Feel free to use this in your own application. Happy coding!


Johan van den Broek

Johan is the creator of As a child, he began tinkering with various programming languages, many of which have been long forgotten today. Currently, he works exclusively with PHP and Laravel, and his passion for programming remains to this day.

15 thoughts on “How to Send Email With Laravel Using Gmail

  1. Hello Mr Johan , first thanks for this great article because a lot of article are showing only the old way of integrating gmail with the option of less secure apps.
    Your article is awesome , however your might rectify something : ” in the .env, the EMAIL_PASSWORD must be the one Gmail provide to you while you are creating an APP PASSWORD it is not you_gmail_password”

    1. I’m glad you’ve found the post helpful. I’ve edited the part you’ve mentioned to clarify that the app password created in Step 1 should be used. Thanks a bunch for pointing it out!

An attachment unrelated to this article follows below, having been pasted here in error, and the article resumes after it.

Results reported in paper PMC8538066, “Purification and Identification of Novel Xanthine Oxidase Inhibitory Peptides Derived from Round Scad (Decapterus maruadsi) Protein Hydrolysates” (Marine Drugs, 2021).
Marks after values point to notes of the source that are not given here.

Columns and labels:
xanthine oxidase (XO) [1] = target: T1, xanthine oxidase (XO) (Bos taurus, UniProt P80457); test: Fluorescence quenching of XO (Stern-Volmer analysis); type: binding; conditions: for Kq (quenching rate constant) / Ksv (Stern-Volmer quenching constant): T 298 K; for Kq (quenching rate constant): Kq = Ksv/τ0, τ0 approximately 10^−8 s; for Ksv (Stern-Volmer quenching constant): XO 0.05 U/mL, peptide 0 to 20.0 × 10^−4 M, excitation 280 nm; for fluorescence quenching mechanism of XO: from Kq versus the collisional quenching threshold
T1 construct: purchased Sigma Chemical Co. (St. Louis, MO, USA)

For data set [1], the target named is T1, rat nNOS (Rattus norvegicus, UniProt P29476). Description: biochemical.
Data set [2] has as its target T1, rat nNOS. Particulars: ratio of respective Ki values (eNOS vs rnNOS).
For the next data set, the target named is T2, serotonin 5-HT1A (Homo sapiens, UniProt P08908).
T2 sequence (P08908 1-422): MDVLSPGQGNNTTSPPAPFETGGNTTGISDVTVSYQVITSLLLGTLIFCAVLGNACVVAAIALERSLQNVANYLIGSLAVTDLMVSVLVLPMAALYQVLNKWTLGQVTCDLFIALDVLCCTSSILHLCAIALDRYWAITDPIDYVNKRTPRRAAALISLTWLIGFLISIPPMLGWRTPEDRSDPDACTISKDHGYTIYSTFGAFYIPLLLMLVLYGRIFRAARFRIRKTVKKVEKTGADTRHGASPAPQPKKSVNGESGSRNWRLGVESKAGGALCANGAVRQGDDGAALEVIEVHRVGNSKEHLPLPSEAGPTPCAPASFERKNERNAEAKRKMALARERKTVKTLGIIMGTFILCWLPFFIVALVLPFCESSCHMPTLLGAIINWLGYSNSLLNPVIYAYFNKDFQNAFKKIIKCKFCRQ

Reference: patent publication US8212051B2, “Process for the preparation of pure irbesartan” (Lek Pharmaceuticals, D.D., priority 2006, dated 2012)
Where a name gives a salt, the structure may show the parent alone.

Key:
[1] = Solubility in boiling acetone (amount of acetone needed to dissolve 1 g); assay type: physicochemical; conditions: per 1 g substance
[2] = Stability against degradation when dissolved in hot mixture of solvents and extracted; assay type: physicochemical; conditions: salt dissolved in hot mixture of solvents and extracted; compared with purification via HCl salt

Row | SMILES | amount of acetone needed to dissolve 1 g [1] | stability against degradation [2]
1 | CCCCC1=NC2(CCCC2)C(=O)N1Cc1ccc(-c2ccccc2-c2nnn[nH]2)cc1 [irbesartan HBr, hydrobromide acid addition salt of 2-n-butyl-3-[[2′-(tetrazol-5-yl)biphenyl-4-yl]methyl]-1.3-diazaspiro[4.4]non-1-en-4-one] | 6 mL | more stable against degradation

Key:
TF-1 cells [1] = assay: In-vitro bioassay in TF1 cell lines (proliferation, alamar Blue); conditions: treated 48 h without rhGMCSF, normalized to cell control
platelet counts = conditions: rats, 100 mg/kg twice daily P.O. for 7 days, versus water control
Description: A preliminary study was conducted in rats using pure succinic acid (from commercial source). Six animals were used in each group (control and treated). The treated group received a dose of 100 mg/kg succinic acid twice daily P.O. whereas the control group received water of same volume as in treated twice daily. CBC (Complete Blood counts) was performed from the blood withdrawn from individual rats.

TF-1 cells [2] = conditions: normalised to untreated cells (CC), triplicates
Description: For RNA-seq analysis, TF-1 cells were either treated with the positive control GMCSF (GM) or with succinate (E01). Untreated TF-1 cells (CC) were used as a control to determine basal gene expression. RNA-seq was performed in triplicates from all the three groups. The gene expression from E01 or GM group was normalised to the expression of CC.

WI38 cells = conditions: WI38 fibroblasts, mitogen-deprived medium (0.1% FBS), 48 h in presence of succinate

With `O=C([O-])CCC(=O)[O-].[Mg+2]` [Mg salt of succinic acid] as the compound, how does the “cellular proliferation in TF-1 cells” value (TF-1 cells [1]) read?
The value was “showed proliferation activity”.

1. google will disable send email using password and we should use google api, do you have a solution for that?


        1. Using normal email password from a “less secure app” was removed but creating a specific app password works. Removal of this isn’t announced anywhere.

  2. Hello Johan, thank you very much for this article, The view path should be: ‘mails.welcome’ with an s

    1. You’re welcome and thanks for letting me know about that mistake. I’ve fixed the blog posts example code accordingly.

  3. Hello Johan, thank you for this article, I followed this article on my laptop but I didn’t success.

    Symfony \ Component \ ErrorHandler \ Error \ FatalError
    PHP 8.2.12
    Maximum execution time of 60 seconds exceeded

    I got this error every time. Could you please let me know the why?

    1. A few things you can do.
      1. Check the log at storage/logs/laravel.log for a trace that shows where it spent all that time. See if it can be fixed.
      2. Increase max_execution_time in php.ini

    1. You’re welcome, I’m glad this tutorial helped you. There sure are a lot of outdated guides around on the internet.

  4. Hallo Johan, I’ve tried your tutorial but I got an error “Expected response code 220 but got an empty response”

    1. I’d try and troubleshoot it using the logs in storage/laravel.log

  5. I got this error
    Connection could not be established with host “mailpit:1025”: stream_socket_client(): php_network_getaddresses: getaddrinfo for mailpit failed: Name or service not known

    1. My guess is you have MAIL_HOST still set to ‘mailpit’. Review and edit your .env to fix this (see step 3).